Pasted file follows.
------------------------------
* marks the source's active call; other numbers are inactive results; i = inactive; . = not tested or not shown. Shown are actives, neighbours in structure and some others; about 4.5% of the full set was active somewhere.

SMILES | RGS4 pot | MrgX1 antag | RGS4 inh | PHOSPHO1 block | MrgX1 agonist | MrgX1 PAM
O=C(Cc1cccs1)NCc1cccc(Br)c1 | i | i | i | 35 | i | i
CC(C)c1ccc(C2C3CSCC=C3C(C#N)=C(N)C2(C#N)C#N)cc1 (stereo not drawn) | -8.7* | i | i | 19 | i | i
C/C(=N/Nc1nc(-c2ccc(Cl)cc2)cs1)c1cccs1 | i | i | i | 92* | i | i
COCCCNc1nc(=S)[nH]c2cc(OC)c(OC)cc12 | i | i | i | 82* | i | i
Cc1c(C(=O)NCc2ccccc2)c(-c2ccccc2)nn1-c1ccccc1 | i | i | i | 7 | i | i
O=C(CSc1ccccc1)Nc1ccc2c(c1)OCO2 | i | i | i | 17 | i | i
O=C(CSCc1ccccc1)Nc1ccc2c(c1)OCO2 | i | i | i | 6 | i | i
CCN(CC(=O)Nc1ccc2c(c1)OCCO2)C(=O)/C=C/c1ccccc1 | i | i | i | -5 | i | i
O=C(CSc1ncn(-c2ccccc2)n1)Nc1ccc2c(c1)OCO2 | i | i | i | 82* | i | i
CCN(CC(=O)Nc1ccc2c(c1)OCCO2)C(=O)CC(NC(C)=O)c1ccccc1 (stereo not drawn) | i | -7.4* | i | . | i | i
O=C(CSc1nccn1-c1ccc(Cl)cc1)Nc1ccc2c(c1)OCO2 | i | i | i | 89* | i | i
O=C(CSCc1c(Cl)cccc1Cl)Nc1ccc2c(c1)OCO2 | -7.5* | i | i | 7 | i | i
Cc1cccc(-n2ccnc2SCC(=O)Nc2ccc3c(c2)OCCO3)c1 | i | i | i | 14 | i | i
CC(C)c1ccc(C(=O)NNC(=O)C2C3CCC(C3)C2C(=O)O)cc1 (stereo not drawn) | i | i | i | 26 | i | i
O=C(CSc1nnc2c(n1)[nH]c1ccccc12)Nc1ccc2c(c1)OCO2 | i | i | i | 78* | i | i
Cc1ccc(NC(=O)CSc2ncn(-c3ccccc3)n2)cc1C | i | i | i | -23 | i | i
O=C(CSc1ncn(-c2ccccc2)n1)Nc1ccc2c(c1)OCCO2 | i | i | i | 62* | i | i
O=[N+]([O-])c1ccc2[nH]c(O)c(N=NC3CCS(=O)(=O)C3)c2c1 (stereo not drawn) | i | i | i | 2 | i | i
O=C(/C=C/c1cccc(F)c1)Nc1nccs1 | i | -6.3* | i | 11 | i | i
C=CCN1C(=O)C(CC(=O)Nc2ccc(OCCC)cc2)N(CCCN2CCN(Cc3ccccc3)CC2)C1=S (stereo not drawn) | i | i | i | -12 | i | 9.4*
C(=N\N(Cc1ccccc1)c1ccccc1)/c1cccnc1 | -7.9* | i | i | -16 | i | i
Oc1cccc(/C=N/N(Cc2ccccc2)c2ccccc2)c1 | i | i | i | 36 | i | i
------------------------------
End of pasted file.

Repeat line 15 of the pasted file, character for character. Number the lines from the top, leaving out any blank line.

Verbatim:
Cc1cccc(-n2ccnc2SCC(=O)Nc2ccc3c(c2)OCCO3)c1 | i | i | i | 14 | i | i